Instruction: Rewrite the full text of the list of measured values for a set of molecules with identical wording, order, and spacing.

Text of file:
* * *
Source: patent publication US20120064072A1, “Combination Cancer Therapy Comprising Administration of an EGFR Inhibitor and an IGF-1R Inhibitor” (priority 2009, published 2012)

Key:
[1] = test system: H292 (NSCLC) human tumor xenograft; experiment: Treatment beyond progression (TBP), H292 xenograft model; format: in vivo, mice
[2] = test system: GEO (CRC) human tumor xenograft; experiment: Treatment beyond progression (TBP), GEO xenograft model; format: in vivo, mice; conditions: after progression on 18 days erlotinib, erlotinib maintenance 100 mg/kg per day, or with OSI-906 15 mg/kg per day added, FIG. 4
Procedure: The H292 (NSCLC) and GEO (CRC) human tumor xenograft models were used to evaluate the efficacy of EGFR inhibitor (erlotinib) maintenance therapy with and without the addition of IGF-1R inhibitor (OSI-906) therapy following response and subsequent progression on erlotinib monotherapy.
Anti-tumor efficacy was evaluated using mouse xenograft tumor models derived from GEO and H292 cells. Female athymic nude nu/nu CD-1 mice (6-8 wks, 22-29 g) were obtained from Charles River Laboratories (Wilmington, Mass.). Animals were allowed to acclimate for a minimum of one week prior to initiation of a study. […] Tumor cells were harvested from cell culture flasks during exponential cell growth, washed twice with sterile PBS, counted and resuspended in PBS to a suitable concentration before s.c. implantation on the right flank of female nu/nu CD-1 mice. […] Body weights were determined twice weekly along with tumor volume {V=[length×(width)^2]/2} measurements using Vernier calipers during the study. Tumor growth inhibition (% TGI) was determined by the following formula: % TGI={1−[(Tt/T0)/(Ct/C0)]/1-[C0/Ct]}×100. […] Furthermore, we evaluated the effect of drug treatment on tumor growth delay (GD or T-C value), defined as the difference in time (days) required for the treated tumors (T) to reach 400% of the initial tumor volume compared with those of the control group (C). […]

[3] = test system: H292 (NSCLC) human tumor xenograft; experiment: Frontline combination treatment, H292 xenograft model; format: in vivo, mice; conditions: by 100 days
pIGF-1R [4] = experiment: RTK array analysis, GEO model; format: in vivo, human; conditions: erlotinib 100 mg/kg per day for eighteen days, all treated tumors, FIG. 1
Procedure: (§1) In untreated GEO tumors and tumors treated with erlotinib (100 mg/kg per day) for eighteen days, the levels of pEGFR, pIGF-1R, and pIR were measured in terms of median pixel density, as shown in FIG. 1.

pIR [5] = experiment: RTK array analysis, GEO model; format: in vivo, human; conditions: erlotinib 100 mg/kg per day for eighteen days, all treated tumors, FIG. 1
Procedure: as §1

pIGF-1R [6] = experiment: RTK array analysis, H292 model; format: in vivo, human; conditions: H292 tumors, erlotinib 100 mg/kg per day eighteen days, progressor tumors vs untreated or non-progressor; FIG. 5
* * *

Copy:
Source: patent publication US20120064072A1, “Combination Cancer Therapy Comprising Administration of an EGFR Inhibitor and an IGF-1R Inhibitor” (priority 2009, published 2012)

Key:
[1] = test system: H292 (NSCLC) human tumor xenograft; experiment: Treatment beyond progression (TBP), H292 xenograft model; format: in vivo, mice
[2] = test system: GEO (CRC) human tumor xenograft; experiment: Treatment beyond progression (TBP), GEO xenograft model; format: in vivo, mice; conditions: after progression on 18 days erlotinib, erlotinib maintenance 100 mg/kg per day, or with OSI-906 15 mg/kg per day added, FIG. 4
Procedure: The H292 (NSCLC) and GEO (CRC) human tumor xenograft models were used to evaluate the efficacy of EGFR inhibitor (erlotinib) maintenance therapy with and without the addition of IGF-1R inhibitor (OSI-906) therapy following response and subsequent progression on erlotinib monotherapy.
Anti-tumor efficacy was evaluated using mouse xenograft tumor models derived from GEO and H292 cells. Female athymic nude nu/nu CD-1 mice (6-8 wks, 22-29 g) were obtained from Charles River Laboratories (Wilmington, Mass.). Animals were allowed to acclimate for a minimum of one week prior to initiation of a study. […] Tumor cells were harvested from cell culture flasks during exponential cell growth, washed twice with sterile PBS, counted and resuspended in PBS to a suitable concentration before s.c. implantation on the right flank of female nu/nu CD-1 mice. […] Body weights were determined twice weekly along with tumor volume {V=[length×(width)^2]/2} measurements using Vernier calipers during the study. Tumor growth inhibition (% TGI) was determined by the following formula: % TGI={1−[(Tt/T0)/(Ct/C0)]/1-[C0/Ct]}×100. […] Furthermore, we evaluated the effect of drug treatment on tumor growth delay (GD or T-C value), defined as the difference in time (days) required for the treated tumors (T) to reach 400% of the initial tumor volume compared with those of the control group (C). […]

[3] = test system: H292 (NSCLC) human tumor xenograft; experiment: Frontline combination treatment, H292 xenograft model; format: in vivo, mice; conditions: by 100 days
pIGF-1R [4] = experiment: RTK array analysis, GEO model; format: in vivo, human; conditions: erlotinib 100 mg/kg per day for eighteen days, all treated tumors, FIG. 1
Procedure: (§1) In untreated GEO tumors and tumors treated with erlotinib (100 mg/kg per day) for eighteen days, the levels of pEGFR, pIGF-1R, and pIR were measured in terms of median pixel density, as shown in FIG. 1.

pIR [5] = experiment: RTK array analysis, GEO model; format: in vivo, human; conditions: erlotinib 100 mg/kg per day for eighteen days, all treated tumors, FIG. 1
Procedure: as §1

pIGF-1R [6] = experiment: RTK array analysis, H292 model; format: in vivo, human; conditions: H292 tumors, erlotinib 100 mg/kg per day eighteen days, progressor tumors vs untreated or non-progressor; FIG. 5